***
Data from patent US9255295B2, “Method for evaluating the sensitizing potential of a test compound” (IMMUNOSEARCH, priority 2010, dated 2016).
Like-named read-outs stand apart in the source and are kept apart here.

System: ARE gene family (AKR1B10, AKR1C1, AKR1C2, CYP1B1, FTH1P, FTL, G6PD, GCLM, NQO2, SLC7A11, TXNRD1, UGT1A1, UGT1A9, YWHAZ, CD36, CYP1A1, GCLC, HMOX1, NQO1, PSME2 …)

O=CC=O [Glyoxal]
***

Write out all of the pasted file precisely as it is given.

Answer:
Data from patent US9255295B2, “Method for evaluating the sensitizing potential of a test compound” (IMMUNOSEARCH, priority 2010, dated 2016).
Like-named read-outs stand apart in the source and are kept apart here.

System: ARE gene family (AKR1B10, AKR1C1, AKR1C2, CYP1B1, FTH1P, FTL, G6PD, GCLM, NQO2, SLC7A11, TXNRD1, UGT1A1, UGT1A9, YWHAZ, CD36, CYP1A1, GCLC, HMOX1, NQO1, PSME2 …)

O=CC=O [Glyoxal]